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The Limits to Capital

A major rereading of Marx’s critique of political economy, newly updated.

The Limits to Capital provides one of the best theoretical guides to the history and geography of capitalist development. In this new edition, Harvey updates his classic text with a substantial discussion of the turmoil in world markets today.

In his analyses of 'fictitious capital' and 'uneven geographical development' Harvey takes the reader step by step through layers of crisis formation, beginning with Marx's controversial argument concerning the falling rate of profit, moving through crises of credit and finance, and closing with a timely analysis geopolitical and geographical considerations.

Reviews

  • “A unique and insightful theory of capital.”
  • “[A] magnificent achievement, [one of] the most complete, readable, lucid and least partisan exegesis, critique and extension of Marx's mature political economy available.”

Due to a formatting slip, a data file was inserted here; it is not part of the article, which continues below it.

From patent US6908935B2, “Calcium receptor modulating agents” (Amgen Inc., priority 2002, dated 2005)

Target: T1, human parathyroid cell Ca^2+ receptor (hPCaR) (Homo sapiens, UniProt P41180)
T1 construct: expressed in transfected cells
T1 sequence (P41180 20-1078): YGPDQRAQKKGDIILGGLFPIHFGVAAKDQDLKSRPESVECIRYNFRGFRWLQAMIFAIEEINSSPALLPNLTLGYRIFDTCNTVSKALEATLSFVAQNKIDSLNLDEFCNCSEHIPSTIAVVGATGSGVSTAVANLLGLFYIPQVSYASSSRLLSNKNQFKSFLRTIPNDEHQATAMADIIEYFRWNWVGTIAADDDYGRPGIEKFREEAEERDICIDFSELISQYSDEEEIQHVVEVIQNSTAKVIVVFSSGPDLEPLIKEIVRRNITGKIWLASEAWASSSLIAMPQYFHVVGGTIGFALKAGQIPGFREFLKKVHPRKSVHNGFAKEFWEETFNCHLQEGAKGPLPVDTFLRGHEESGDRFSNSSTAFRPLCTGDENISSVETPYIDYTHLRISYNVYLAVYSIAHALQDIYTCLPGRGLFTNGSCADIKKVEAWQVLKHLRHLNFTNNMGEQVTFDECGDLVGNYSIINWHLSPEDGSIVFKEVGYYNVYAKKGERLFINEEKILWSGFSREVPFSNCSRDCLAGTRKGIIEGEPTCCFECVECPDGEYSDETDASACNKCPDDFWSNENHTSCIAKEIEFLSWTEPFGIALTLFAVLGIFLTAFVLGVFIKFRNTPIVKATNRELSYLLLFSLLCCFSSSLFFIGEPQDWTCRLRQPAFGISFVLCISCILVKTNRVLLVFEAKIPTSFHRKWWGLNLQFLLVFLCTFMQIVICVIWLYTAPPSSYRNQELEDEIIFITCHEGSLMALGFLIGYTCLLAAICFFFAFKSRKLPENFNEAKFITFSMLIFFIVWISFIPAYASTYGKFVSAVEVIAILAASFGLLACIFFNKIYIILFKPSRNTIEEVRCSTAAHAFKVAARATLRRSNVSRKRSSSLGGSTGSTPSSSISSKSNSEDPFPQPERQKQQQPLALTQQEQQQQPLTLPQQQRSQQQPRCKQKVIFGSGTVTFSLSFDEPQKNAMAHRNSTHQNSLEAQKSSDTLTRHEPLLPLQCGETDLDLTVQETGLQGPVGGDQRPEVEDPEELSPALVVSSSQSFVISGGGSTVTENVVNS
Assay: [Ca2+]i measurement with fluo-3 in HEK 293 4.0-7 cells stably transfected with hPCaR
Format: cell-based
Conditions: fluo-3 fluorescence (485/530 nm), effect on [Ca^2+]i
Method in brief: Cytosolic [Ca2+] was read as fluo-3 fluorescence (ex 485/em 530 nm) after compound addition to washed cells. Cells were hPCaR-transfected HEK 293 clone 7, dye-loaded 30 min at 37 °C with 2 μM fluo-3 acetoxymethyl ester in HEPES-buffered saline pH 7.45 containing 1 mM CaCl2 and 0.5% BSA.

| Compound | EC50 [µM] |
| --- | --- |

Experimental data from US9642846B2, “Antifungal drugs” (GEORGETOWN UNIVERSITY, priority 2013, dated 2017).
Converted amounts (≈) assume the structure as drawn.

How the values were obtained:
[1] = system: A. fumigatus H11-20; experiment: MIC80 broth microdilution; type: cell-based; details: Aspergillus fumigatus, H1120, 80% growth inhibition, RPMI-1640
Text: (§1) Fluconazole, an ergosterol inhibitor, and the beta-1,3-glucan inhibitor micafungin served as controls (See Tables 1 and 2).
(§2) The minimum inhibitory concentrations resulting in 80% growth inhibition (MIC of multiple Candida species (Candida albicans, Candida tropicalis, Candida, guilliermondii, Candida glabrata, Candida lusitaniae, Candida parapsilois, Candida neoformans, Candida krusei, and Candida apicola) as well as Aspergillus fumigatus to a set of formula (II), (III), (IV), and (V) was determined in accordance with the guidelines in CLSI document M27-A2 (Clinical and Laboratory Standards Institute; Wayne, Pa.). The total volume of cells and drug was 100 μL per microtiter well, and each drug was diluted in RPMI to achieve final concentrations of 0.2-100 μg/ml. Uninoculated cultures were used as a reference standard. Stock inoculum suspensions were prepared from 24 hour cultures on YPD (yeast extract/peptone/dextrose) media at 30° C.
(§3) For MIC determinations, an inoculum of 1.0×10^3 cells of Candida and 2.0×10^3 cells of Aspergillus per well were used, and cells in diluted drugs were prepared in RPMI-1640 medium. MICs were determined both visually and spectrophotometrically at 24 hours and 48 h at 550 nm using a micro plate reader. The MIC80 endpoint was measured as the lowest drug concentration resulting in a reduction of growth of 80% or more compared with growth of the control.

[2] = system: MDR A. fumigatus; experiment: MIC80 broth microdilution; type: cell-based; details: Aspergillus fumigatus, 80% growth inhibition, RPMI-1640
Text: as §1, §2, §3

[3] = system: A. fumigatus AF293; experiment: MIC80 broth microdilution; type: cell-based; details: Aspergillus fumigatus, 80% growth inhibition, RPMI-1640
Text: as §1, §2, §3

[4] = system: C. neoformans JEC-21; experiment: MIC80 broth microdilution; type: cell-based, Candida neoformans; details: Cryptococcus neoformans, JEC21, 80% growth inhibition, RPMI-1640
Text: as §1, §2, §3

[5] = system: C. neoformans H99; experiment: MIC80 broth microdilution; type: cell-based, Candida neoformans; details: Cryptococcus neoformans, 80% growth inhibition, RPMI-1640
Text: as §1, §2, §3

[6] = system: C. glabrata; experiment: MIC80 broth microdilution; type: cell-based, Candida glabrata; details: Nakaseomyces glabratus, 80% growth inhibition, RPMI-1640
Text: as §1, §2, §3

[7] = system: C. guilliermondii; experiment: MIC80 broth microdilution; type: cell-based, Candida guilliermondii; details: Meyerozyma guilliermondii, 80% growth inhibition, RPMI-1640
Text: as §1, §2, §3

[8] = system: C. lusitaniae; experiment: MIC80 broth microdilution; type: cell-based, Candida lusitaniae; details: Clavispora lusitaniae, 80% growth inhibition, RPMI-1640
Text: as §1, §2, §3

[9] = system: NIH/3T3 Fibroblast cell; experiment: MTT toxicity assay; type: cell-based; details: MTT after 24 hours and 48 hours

• “A magisterial work.”
  • “Monumental.”

Blog

  • Matthieu Giroud, 39 years old, killed at the Bataclan

    Matthieu Giroud, critical geographer and translator of David Harvey's work, was among the victims of Friday's attacks on Paris. 

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  • David Harvey: On Syriza and Podemos

    Marxist geographer David Harvey recently spoke with il manifesto about the contradictions inherent in capitalism, the possibilities for its undoing and where Syriza and Podemos fit within its opposition.

    At 79 years of age and fresh from publishing a new book (Seventeen Contradictions and the End of Capitalism, Oxford University Press), David Harvey is still reading social change with one eye on Marx and another on the social movements.

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  • Verso authors declare support for student debt strike

    On Monday, February 23, fifteen former students of Corinthian Colleges Inc., a network of for-profit colleges, declared a debt strike by refusing to repay their federal loans. Taking a bold and unprecendented stand on the current student debt crisis, the Corinthian 15, who are members of the Debt Collective, are demanding that the Department of Education discharge their debts, as well as those of former and current Corinthian students. 



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